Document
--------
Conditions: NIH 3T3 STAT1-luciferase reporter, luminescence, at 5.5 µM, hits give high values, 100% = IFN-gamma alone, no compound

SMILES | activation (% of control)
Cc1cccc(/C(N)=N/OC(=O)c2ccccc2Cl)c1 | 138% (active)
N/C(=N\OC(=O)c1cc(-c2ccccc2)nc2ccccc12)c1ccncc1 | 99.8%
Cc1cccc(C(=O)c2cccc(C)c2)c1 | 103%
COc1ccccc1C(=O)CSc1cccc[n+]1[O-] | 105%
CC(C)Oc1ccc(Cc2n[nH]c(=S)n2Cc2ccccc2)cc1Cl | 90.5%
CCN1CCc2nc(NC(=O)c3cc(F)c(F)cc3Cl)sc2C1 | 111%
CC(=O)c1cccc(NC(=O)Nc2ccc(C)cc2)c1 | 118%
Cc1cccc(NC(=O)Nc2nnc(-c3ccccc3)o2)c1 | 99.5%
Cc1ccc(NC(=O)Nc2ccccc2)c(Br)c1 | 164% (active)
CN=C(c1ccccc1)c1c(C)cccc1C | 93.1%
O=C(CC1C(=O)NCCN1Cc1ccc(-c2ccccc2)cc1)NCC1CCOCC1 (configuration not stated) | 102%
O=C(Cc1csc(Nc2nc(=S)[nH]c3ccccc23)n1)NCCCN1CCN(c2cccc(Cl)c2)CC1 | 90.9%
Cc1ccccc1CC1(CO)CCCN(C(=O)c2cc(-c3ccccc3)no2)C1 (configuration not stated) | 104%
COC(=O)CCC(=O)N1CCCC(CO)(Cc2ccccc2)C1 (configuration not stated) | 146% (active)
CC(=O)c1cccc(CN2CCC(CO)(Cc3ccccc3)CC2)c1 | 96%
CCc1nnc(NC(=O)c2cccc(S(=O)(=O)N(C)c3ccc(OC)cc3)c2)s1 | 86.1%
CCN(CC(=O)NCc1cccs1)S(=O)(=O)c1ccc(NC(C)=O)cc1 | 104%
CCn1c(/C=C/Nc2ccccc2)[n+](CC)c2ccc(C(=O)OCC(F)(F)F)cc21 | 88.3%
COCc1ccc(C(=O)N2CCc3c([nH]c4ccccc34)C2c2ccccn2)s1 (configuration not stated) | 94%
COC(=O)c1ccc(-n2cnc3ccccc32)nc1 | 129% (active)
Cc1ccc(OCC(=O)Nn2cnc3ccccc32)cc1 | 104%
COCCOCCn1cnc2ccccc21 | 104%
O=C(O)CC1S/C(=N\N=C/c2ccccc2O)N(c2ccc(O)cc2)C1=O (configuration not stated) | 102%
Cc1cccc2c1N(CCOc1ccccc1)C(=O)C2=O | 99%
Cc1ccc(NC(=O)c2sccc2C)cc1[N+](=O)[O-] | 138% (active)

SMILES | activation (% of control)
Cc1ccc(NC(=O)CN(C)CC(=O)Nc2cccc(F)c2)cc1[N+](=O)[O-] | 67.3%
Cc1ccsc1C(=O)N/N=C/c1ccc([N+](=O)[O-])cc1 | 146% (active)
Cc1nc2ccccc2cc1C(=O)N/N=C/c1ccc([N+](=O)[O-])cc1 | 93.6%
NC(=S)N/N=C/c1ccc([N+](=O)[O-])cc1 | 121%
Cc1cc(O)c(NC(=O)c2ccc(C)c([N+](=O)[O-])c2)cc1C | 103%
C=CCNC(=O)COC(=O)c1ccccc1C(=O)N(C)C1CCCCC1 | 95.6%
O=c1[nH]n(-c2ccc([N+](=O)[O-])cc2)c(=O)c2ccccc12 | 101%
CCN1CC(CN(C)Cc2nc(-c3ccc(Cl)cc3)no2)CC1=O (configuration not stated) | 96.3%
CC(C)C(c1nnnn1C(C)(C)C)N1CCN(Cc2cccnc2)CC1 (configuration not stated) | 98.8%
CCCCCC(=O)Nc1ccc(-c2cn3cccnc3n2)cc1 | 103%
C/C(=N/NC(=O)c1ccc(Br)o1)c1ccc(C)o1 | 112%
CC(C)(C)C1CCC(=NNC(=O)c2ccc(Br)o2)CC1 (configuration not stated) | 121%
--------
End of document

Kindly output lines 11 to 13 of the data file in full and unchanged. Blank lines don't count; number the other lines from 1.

Cc1ccc(NC(=O)Nc2ccccc2)c(Br)c1 | 164% (active)
CN=C(c1ccccc1)c1c(C)cccc1C | 93.1%
O=C(CC1C(=O)NCCN1Cc1ccc(-c2ccccc2)cc1)NCC1CCOCC1 (configuration not stated) | 102%